Tuesday, January 16, 2007
When John Farnese was in the market for a television, he wasn't particularly worried about the quality of the picture. Having never been exposed to the wonders of high definition transmissions, he was concerned more about the size of the screen.
"I wanted a large screen for my large room," the South Chicago Heights man said.
A regular host for his buddies on Chicago Bears game days, Farnese wanted to make sure everybody in the room would be able to see the action.
Surveying the offerings last March at a local electronics outlet, Farnese found the best option for the price was a high definition television, or HDTV. His 60-inch RCA was ready for high definition reception, and the prospect excited him. Having not been in the market originally for a high definition set, the ability to display high definition was an unexpected bonus.
But once he got his new television home and hooked up to his stereo, he contacted his television service provider -- DirecTV -- about high definition service. A short discussion later, his short-lived hopes for high definition had been dashed.
"They only offered four channels in HD, three of which I didn't already get," Farnese said. "I would have to subscribe to those extra channels, and then I would have to pay for a HD box from DirecTV. The Discovery Channel was the only one I got (in HD), and it wasn't worth it to pay for the box just for that."
While local channels are now broadcasting a HD signal over the airwaves, Farnese said he would have to climb onto his roof to install an aerial antenna, a task he wasn't likely to perform given the payoff involved only local stations.
While the extra cost and lack of complete availability of high definition is off-putting for some, others have embraced the new technology. Dan Jones, for example, was on the front end of the HD wave, partially because of his job as sales associate at The Little Guys in Glenwood. Jones bought his HDTV in 2002 and hasn't looked back.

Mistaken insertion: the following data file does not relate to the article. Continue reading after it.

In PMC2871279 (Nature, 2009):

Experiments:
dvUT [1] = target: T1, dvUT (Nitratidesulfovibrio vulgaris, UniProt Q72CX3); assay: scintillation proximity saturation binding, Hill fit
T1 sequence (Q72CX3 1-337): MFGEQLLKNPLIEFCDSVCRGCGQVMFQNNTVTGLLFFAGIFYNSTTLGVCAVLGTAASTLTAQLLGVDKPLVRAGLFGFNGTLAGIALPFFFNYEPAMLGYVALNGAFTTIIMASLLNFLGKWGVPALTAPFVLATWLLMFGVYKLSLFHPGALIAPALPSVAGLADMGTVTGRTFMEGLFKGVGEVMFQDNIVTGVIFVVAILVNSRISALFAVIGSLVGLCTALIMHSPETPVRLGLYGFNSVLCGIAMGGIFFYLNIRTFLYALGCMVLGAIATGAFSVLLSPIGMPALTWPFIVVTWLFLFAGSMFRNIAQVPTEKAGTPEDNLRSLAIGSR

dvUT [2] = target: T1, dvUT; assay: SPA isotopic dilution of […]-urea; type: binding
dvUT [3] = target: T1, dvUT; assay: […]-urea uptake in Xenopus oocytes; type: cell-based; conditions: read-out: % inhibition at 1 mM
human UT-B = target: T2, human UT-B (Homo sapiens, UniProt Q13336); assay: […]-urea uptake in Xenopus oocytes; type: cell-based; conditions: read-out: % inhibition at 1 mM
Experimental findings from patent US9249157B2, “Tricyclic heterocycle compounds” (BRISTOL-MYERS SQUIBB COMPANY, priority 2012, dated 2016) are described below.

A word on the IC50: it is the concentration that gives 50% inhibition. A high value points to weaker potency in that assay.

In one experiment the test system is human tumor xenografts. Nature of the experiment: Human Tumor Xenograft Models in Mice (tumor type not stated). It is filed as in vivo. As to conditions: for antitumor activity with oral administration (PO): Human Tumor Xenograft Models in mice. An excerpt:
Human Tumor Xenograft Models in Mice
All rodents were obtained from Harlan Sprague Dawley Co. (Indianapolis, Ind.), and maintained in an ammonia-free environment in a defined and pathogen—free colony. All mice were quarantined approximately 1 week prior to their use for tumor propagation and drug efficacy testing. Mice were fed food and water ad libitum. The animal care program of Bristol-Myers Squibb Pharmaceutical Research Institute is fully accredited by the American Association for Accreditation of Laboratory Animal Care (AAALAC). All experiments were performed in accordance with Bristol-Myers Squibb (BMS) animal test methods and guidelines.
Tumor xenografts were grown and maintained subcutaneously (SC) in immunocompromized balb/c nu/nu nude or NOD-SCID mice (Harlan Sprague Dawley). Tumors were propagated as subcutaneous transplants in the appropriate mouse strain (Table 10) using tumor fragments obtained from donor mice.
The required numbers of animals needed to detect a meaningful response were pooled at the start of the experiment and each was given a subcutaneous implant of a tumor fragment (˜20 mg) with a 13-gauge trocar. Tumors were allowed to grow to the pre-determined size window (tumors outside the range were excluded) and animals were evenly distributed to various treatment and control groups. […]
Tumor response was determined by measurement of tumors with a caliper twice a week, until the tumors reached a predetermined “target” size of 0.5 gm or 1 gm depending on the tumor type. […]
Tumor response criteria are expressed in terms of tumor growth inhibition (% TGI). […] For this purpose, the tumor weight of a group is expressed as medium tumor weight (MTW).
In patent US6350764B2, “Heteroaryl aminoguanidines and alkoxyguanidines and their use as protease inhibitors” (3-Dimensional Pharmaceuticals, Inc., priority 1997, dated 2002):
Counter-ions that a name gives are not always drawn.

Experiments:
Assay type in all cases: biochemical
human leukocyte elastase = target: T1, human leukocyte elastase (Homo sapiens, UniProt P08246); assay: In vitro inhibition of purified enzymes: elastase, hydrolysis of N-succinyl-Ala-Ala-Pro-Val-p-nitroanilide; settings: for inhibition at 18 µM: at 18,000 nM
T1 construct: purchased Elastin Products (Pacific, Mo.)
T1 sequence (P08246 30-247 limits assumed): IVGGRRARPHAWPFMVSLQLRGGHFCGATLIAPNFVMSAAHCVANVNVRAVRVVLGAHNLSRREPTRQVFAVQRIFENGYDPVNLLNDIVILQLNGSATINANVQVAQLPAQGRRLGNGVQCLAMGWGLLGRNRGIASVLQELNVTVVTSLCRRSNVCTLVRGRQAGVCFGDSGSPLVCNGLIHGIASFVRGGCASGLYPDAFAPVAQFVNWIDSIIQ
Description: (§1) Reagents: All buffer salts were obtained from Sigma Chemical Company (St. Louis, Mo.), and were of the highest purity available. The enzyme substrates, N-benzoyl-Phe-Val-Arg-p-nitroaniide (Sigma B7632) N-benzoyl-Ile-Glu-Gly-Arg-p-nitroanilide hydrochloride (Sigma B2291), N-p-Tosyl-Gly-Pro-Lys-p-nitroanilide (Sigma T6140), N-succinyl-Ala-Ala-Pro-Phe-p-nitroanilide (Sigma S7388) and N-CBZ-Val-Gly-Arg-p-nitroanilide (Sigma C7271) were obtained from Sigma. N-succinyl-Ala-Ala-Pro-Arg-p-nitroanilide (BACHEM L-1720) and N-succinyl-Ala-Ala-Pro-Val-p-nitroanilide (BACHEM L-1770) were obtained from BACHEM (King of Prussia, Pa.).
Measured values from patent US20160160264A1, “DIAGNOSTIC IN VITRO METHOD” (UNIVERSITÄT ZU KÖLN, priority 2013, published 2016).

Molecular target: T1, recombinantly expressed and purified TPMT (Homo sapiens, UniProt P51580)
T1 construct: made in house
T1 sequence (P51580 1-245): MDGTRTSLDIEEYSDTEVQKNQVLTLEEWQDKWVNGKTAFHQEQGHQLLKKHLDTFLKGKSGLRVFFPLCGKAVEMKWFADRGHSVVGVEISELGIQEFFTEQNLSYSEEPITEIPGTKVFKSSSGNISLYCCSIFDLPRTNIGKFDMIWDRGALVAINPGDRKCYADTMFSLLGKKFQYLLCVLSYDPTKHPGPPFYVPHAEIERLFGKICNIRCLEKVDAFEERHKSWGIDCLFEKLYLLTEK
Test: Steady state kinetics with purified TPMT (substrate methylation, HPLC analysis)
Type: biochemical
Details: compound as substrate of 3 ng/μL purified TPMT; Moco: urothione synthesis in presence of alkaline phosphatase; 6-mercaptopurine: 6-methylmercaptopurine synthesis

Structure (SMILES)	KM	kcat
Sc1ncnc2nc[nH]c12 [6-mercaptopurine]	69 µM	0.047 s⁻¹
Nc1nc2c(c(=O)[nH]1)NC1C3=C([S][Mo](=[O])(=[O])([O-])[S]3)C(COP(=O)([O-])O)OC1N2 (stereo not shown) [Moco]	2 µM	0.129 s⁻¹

He called the picture "incomparable."
"There's a lot more frames per second (than with a regular television)," he said. "With that you get a lot more resolution, better motion. It's just a quicker response time."
One benefit of high definition is it makes a television more accessible to everybody in any given room, he said.
"You can view it from any angle," he said. "If you're off to the side, you still get a good picture."
Jones said he gets the most enjoyment out of watching nature programs on the Discovery Channel's high definition station, as well as programs on HD Showtime.
"It doesn't make a huge difference what you're watching, it's still five times better than watching normal television, if not more," he said.
At his place of employment, Jones said technicians are on hand to help customers adjust their televisions for optimal display, no matter if the customer is going to be watching sports or sitcoms. While HDTVs on display at the store are typically preset to bring out bright colors, he said those settings might not be ideal for many homes. By having experts on hand to adjust the brightness and color before customers bring the sets home, they get optimal pictures and preserve the life of the display, he said.
Though the offerings for high definition may not be up to par with what is out there right now for regular television sets in terms of choices, that will soon change as federal laws will require all television stations to broadcast in high definition by 2009. Older television sets will need a converter box to receive signals, even through antennas.
"A lot of people are jumping now (into HDTV purchases)," Jones said.
"There's a huge demand."
Currently at The Little Guys, HDTVs range in price from about $1,000 to upwards of $20,000, depending on features. The higher-end products tend to be more user-friendly and offer more features, such as built-in DVR ability, such as that offered by Tivo.
And until all stations are providing HD service, Jones said there are many other options out there to make the purchase of a HD set worthwhile. Those include HD DVD players and DVR recorders, and even an HD VHS, for those who still watch video tapes.
Still, some consumers are unconvinced. Farnese, for one, will watch his HDTV in old-fashioned mode "until they offer HD service for free, or until they offer more than four channels," he said.
"If I could get everything in high definition, then sure," he said.
"But if I can only get four channels, then what's the point?"
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